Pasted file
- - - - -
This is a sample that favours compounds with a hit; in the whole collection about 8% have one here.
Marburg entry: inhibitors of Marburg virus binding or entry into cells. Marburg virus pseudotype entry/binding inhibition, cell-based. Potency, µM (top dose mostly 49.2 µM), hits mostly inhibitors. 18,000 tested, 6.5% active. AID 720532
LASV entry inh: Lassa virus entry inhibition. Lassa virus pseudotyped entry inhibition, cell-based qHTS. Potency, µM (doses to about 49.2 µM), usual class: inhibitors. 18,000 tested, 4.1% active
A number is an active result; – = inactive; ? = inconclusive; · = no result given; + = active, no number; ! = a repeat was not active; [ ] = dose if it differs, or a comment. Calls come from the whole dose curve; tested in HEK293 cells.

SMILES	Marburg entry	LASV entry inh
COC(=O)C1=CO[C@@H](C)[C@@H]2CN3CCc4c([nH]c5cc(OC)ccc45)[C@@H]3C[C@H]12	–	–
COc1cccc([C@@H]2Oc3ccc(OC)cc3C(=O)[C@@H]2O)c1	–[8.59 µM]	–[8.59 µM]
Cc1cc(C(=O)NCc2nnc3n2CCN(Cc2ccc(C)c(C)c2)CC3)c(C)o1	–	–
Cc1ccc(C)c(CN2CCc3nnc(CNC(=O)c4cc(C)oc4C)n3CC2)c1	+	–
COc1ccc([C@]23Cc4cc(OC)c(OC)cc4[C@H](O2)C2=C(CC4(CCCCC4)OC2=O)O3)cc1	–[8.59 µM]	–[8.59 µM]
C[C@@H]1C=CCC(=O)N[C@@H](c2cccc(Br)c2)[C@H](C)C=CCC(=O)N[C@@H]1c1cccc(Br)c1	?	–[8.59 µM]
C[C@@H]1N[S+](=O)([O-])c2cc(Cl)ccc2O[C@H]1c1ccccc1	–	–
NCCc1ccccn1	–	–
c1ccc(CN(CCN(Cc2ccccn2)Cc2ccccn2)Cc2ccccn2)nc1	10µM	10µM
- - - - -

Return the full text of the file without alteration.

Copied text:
This is a sample that favours compounds with a hit; in the whole collection about 8% have one here.
Marburg entry: inhibitors of Marburg virus binding or entry into cells. Marburg virus pseudotype entry/binding inhibition, cell-based. Potency, µM (top dose mostly 49.2 µM), hits mostly inhibitors. 18,000 tested, 6.5% active. AID 720532
LASV entry inh: Lassa virus entry inhibition. Lassa virus pseudotyped entry inhibition, cell-based qHTS. Potency, µM (doses to about 49.2 µM), usual class: inhibitors. 18,000 tested, 4.1% active
A number is an active result; – = inactive; ? = inconclusive; · = no result given; + = active, no number; ! = a repeat was not active; [ ] = dose if it differs, or a comment. Calls come from the whole dose curve; tested in HEK293 cells.

SMILES	Marburg entry	LASV entry inh
COC(=O)C1=CO[C@@H](C)[C@@H]2CN3CCc4c([nH]c5cc(OC)ccc45)[C@@H]3C[C@H]12	–	–
COc1cccc([C@@H]2Oc3ccc(OC)cc3C(=O)[C@@H]2O)c1	–[8.59 µM]	–[8.59 µM]
Cc1cc(C(=O)NCc2nnc3n2CCN(Cc2ccc(C)c(C)c2)CC3)c(C)o1	–	–
Cc1ccc(C)c(CN2CCc3nnc(CNC(=O)c4cc(C)oc4C)n3CC2)c1	+	–
COc1ccc([C@]23Cc4cc(OC)c(OC)cc4[C@H](O2)C2=C(CC4(CCCCC4)OC2=O)O3)cc1	–[8.59 µM]	–[8.59 µM]
C[C@@H]1C=CCC(=O)N[C@@H](c2cccc(Br)c2)[C@H](C)C=CCC(=O)N[C@@H]1c1cccc(Br)c1	?	–[8.59 µM]
C[C@@H]1N[S+](=O)([O-])c2cc(Cl)ccc2O[C@H]1c1ccccc1	–	–
NCCc1ccccn1	–	–
c1ccc(CN(CCN(Cc2ccccn2)Cc2ccccn2)Cc2ccccn2)nc1	10µM	10µM